3. I like a pliable tread because it holds me on rock faces, even the south-facing slope of a bluff or butte. I like a boot whose lugs are solid yet soft, and the material of the sole is flexible for uneven ground.
    red wing boot tread

    A “sticky” or pliable soft sole is essential for gripping the trail in the Badlands

  4. Leather, not cloth. Where I hike, cacti, thorns, and sharp underbrush are thick.  Their needles do not penetrate leather boots.  I can’t imagine hiking in sandals or canvas shoes.  Ouch!
  5. I wear my Vasque boots because they provide year-round comfort.  With the right combination of socks, my feet stay warm and dry even in snowy or wet conditions. 
  6. Again, the right combination of socks makes a difference. In the summer, my hiking boots need to breathe enough to keep my feet cool. Never get a soggy blister wearing them.
  7. When they are brand new, clean, and unmarked by nature, the boots I choose have to be classy enough out here in farm and ranch country, or even in a college town to wear any time – meetings, conferences, sales calls.  (So, as I write this, I have to admit, it’s about time to get a new pair, for those occasions. My #1 pair has lost that clean new look.  But when new, they are perfect for the public outings I attend.)
  8. Customer service. Did you know there are shoe stores that want to make sure the shoes you buy do exactly what you want?

Remember When?

If you’re old enough to remember your parents taking you to an authentic shoe store for new back-to-school shoes, you recall the rig-a-ma-roll of sizing and selecting.  You remember sitting in that Naugahyde chair with the steel armrests, the little slanted platform on the salesman’s stool, and the sliding measuring tool to get the right length and width of the shoe.

Red Wing shoe stores are like that. I always buy my Vasque boots from a Red Wing dealer. The salesman suggests laces, insoles, and treatments to make the boot last and give me the best service. (By the way, any time they need new laces or cleaning for that first year, Red Wing does it. Free.)

They last for years

vasque hiking boots

Vasque boots in the last 10 years have changed very little. Left to right is the oldest pair I own to the newest pair.

I literally have 3 pairs of Vasque boots sitting by the door.  My #1 pair are the ones that I keep treated with silicone, clean and ready for adventure.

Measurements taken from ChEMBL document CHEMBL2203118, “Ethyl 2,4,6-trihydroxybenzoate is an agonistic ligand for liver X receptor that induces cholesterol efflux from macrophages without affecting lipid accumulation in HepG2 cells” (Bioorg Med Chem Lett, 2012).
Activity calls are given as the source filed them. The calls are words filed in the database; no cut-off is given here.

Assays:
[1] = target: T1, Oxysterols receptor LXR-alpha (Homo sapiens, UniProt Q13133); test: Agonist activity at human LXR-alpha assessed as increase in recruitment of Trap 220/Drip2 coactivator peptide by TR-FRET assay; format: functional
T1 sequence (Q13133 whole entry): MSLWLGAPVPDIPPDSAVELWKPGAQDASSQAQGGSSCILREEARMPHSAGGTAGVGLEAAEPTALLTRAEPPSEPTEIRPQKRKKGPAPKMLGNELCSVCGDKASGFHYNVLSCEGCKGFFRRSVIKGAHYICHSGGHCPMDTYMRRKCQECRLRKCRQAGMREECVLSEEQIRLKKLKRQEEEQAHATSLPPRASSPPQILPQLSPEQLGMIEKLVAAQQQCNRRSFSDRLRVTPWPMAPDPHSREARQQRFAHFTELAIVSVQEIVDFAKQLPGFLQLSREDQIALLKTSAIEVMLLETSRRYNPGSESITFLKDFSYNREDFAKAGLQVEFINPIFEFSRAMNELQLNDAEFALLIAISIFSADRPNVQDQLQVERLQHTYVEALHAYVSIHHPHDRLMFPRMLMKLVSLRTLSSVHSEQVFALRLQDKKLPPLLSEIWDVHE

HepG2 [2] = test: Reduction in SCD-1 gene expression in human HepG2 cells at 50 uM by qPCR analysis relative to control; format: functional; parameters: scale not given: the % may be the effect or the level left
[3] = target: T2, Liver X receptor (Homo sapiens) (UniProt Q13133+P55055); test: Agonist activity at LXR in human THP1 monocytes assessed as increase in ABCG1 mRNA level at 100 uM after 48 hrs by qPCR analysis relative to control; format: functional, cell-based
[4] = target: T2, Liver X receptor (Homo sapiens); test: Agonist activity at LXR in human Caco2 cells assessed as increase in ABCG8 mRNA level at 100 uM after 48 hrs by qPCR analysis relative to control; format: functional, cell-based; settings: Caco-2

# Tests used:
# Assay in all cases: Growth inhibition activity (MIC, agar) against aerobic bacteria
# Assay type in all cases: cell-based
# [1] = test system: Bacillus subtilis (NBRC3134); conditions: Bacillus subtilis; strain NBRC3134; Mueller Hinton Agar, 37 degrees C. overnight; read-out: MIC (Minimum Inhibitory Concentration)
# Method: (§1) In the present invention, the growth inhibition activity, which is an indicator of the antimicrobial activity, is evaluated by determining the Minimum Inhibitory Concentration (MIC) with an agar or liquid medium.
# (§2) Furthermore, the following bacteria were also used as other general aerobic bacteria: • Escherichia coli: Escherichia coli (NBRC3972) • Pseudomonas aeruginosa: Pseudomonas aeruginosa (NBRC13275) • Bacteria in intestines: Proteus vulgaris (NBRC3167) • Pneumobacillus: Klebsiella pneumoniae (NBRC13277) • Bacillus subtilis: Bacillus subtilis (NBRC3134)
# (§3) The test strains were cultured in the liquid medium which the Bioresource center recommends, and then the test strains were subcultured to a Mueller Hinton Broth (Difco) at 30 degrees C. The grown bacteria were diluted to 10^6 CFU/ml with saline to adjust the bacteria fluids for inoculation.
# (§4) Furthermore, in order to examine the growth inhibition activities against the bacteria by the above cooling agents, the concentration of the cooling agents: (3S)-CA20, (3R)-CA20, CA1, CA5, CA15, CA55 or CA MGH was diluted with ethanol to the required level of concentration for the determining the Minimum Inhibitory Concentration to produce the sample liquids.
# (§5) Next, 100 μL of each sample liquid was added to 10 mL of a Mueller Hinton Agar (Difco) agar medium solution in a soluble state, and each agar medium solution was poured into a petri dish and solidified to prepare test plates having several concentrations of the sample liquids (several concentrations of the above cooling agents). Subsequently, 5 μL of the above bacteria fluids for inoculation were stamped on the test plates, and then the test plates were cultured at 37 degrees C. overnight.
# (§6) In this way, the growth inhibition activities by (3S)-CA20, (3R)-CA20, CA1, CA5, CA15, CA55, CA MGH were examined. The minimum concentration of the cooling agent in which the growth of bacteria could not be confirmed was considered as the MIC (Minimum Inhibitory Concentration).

My #2 pair used to be my #1 pair of boots, but that was 6 years ago. They’re nearly treadless, so I just wear them when mowing the lawn, or putzing around the house. 

Then, there is #3. They’re shot. Completely useless for anything except going out to the mailbox, or the garage for a moment’s errand. They don’t lace up anymore. I just slip them on and off and leave them by the back door. They’re about 10 years old.

And my #1 pair, I wear to town, to church, to meetings. They’re classy looking when they are clean and new.

I’ll admit, the Vasque boots I wear take a chunk out of my bank account, but they are comparably priced with other boots of the same quality. In fact, they can be considered economical because they are tough enough to wear for several years. So, they turn out to be a bargain.

We’re out hiking, walking, strolling, and camping in the Badlands nearly every week. If you’re ready for a tough trail with your new boots, try the  Achenbach trail in the North Unit, or head into the backcountry along the Maah Daah Hey Trail.

Pick a butte to climb, or a hill to get a big view. Good quality boots like Vasque or Redwing will make sure you get to the top.

Your boots will make all the difference.  Whether you choose Vasque or another brand, make sure they fit well, protect your feet, and have good tread.  Don’t slip.

Other Tips

Vasque Boots

What to wear in the Badlands

Where to go on your backcountry hike in the National Park

Share this with Santa Claus and see what shows up a Christmas.